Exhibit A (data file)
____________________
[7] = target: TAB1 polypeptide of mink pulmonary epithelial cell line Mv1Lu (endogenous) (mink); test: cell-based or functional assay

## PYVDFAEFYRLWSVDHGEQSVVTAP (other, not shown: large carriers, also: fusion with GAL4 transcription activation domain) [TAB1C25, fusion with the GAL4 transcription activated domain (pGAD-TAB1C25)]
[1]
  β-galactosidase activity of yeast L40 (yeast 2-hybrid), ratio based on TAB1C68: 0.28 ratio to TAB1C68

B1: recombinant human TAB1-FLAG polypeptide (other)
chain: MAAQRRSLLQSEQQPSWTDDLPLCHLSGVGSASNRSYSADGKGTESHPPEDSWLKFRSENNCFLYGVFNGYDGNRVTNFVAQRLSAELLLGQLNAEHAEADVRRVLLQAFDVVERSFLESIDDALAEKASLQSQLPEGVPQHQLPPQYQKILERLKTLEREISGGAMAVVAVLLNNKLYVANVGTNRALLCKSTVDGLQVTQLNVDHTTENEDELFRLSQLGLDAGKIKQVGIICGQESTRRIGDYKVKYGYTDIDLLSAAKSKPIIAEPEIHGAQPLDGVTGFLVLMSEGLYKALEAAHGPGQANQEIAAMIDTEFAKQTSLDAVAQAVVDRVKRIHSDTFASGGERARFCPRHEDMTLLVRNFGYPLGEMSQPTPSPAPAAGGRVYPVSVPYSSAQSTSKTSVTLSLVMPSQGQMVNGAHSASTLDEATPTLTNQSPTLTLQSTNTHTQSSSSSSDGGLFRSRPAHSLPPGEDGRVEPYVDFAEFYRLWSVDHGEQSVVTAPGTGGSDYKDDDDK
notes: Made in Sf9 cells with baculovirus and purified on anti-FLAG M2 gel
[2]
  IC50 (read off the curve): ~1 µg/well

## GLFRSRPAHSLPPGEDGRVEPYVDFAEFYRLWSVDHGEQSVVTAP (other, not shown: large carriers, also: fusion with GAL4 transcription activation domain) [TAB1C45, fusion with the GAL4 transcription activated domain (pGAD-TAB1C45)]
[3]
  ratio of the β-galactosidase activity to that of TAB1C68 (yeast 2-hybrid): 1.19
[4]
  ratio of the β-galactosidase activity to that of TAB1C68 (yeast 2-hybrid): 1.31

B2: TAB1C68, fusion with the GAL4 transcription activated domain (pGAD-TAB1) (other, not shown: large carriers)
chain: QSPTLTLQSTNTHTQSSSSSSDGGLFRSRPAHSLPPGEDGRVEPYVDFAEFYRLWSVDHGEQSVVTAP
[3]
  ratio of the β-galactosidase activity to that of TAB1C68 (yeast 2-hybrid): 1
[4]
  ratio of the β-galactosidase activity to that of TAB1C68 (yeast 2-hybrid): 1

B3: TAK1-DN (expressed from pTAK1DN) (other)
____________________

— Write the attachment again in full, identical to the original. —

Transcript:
[7] = target: TAB1 polypeptide of mink pulmonary epithelial cell line Mv1Lu (endogenous) (mink); test: cell-based or functional assay

## PYVDFAEFYRLWSVDHGEQSVVTAP (other, not shown: large carriers, also: fusion with GAL4 transcription activation domain) [TAB1C25, fusion with the GAL4 transcription activated domain (pGAD-TAB1C25)]
[1]
  β-galactosidase activity of yeast L40 (yeast 2-hybrid), ratio based on TAB1C68: 0.28 ratio to TAB1C68

B1: recombinant human TAB1-FLAG polypeptide (other)
chain: MAAQRRSLLQSEQQPSWTDDLPLCHLSGVGSASNRSYSADGKGTESHPPEDSWLKFRSENNCFLYGVFNGYDGNRVTNFVAQRLSAELLLGQLNAEHAEADVRRVLLQAFDVVERSFLESIDDALAEKASLQSQLPEGVPQHQLPPQYQKILERLKTLEREISGGAMAVVAVLLNNKLYVANVGTNRALLCKSTVDGLQVTQLNVDHTTENEDELFRLSQLGLDAGKIKQVGIICGQESTRRIGDYKVKYGYTDIDLLSAAKSKPIIAEPEIHGAQPLDGVTGFLVLMSEGLYKALEAAHGPGQANQEIAAMIDTEFAKQTSLDAVAQAVVDRVKRIHSDTFASGGERARFCPRHEDMTLLVRNFGYPLGEMSQPTPSPAPAAGGRVYPVSVPYSSAQSTSKTSVTLSLVMPSQGQMVNGAHSASTLDEATPTLTNQSPTLTLQSTNTHTQSSSSSSDGGLFRSRPAHSLPPGEDGRVEPYVDFAEFYRLWSVDHGEQSVVTAPGTGGSDYKDDDDK
notes: Made in Sf9 cells with baculovirus and purified on anti-FLAG M2 gel
[2]
  IC50 (read off the curve): ~1 µg/well

## GLFRSRPAHSLPPGEDGRVEPYVDFAEFYRLWSVDHGEQSVVTAP (other, not shown: large carriers, also: fusion with GAL4 transcription activation domain) [TAB1C45, fusion with the GAL4 transcription activated domain (pGAD-TAB1C45)]
[3]
  ratio of the β-galactosidase activity to that of TAB1C68 (yeast 2-hybrid): 1.19
[4]
  ratio of the β-galactosidase activity to that of TAB1C68 (yeast 2-hybrid): 1.31

B2: TAB1C68, fusion with the GAL4 transcription activated domain (pGAD-TAB1) (other, not shown: large carriers)
chain: QSPTLTLQSTNTHTQSSSSSSDGGLFRSRPAHSLPPGEDGRVEPYVDFAEFYRLWSVDHGEQSVVTAP
[3]
  ratio of the β-galactosidase activity to that of TAB1C68 (yeast 2-hybrid): 1
[4]
  ratio of the β-galactosidase activity to that of TAB1C68 (yeast 2-hybrid): 1

B3: TAK1-DN (expressed from pTAK1DN) (other)